November 23rd, 2012 at 3:15 pm by David Farrar

One of the world’s great novelists has died, aged 79. I have read everyone of Bryce Courtenay’s books (except the last). Like many I discovered him through The Power of One – a truly great novel.

His Australian trilogy were equally good, especially enjoying the New Zealand aspects to them. Mary Abacus is a fascinating character, and the story (and book) of Jessica is heart breaking.

Very sad we will get no more novels from him, but I predict his books will be read for decades to come.

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RIP Greg King

November 3rd, 2012 at 5:43 pm by David Farrar

The media have just started to report that top lawyer Greg King is dead. My thoughts go out to his wife with two young daughters, but King’s death will touch many many people. He was one of , if not the most, respected criminal defence lawyers in NZ. He also had a great passion for public policy, and presented the Court Report and often took part in forums with others like Stephen Franks, as an exemplar of identifying issues, and agreeing or disagreeing on solutions without rancour.

His death is a huge loss to the legal fraternity, and those who knew him well. And again, his family most of all.

His death has been reported as non-suspicious and referred to the coroner, which of course is code for suicide. All suicides are hard to comprehend, and this one almost inexplicable. It makes his death even more tragic.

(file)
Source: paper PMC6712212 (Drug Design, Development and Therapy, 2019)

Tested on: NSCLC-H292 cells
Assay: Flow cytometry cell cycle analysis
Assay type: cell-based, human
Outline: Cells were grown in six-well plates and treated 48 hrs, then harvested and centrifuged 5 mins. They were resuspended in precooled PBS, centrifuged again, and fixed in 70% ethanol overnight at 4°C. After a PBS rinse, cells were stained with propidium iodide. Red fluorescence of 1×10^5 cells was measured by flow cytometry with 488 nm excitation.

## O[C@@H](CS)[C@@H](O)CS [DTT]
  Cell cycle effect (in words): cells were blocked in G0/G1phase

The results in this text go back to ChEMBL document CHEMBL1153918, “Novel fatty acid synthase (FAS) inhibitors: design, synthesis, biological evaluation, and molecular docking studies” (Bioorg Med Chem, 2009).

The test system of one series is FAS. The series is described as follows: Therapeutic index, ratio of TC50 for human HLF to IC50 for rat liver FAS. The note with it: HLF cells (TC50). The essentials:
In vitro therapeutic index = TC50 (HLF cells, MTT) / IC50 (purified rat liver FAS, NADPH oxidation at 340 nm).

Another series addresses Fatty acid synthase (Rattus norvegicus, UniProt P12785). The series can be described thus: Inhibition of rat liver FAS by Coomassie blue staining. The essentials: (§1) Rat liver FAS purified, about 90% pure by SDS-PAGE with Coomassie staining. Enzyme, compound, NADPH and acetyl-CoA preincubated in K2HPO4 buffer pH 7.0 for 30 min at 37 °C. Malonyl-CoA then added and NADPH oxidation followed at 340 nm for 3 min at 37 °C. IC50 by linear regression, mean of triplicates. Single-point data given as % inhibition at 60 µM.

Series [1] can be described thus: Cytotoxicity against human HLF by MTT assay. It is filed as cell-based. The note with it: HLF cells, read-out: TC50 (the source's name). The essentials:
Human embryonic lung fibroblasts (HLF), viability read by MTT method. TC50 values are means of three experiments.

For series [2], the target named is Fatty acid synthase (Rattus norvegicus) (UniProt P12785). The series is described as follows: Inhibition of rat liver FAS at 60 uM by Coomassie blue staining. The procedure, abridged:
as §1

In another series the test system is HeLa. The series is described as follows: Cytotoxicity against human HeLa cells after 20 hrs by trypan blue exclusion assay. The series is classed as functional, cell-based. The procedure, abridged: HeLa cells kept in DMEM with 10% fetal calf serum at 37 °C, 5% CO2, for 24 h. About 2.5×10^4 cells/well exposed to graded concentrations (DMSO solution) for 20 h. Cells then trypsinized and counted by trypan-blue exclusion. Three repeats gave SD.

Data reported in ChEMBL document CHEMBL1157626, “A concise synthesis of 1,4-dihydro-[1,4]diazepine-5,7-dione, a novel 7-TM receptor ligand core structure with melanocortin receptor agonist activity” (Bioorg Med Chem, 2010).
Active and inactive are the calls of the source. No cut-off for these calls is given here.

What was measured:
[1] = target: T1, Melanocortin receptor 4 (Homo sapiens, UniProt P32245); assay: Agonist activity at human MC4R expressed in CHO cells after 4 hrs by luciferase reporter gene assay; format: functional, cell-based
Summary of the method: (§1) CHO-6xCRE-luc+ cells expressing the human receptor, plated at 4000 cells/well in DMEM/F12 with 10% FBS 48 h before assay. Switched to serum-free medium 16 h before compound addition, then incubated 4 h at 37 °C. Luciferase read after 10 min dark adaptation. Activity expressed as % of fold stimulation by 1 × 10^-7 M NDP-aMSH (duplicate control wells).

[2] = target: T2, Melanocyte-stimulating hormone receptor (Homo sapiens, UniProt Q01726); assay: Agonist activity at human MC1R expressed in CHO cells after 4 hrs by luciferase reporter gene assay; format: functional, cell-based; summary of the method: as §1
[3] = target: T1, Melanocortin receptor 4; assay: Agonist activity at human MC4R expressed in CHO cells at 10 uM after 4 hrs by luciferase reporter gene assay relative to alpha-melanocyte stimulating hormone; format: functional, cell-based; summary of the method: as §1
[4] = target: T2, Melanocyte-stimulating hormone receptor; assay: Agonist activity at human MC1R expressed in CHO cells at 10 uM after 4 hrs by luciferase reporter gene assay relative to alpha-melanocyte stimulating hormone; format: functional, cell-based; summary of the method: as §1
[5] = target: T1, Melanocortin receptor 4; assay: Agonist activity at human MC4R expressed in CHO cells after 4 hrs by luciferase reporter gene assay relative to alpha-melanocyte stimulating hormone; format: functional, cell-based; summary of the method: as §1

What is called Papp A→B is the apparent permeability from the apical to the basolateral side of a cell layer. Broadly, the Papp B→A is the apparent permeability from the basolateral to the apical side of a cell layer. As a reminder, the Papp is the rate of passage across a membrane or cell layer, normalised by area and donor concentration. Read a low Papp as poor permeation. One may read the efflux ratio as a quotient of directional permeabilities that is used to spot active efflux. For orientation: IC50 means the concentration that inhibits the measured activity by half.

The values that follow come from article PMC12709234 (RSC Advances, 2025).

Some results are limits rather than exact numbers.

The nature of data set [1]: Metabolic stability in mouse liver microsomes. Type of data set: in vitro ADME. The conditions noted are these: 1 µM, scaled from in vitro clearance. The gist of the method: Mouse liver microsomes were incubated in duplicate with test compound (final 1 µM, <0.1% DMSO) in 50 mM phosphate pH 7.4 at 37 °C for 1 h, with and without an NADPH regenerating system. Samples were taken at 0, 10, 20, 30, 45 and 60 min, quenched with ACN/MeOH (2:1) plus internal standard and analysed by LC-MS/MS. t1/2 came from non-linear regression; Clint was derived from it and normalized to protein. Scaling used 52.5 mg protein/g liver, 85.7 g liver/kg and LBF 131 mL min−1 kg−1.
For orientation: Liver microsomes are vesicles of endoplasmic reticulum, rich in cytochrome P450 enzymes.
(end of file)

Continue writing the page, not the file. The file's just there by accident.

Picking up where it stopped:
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RIP Sir Wilson Whineray

October 22nd, 2012 at 3:40 pm by David Farrar

Sir Wilson Whineray has died aged 77. A huge loss. He was the longest serving All Black captain, and many (including T.P. McLean) say he was the greatest.

He turned down Governor-General in 2006 and would have made an excellent head of state for New Zealand.

He was captain at age 23 in 1958 and remained so until 1965. After rugby he got an MBA from Harvard and eventually was Chair of Carter Holt Harvey.

His family, friends and former teammates will miss him the most, but their loss is also New Zealand’s loss. He was one of our greatest.

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My thoughts

September 28th, 2012 at 8:55 am by David Farrar

My thoughts today are with Cam, John, Claire and their families.

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The big Moonie is dead

September 3rd, 2012 at 9:00 am by David Farrar

Stuff reports:

The Reverend Sun Myung Moon, the self-proclaimed messiah who turned his Unification Church into a worldwide religious movement and befriended North Korean leaders as well as US presidents, has died, church officials say. He was 92.

Moon died today at a church-owned hospital near his home in Gapyeong, northeast of Seoul, two weeks after being hospitalised with pneumonia, Unification Church spokesman Ahn Ho-yeul told The Associated Press. Moon’s wife and children were at his side, Ahn said.

Moon, born in a town that is now in North Korea, founded his religious movement in Seoul in 1954 after surviving the Korean War. He preached new interpretations of lessons from the Bible.

The church gained fame – and notoriety – in the 1970s and 1980s for holding mass weddings of thousands of followers, often from different countries, whom Moon matched up in a bid to build a multicultural religious world.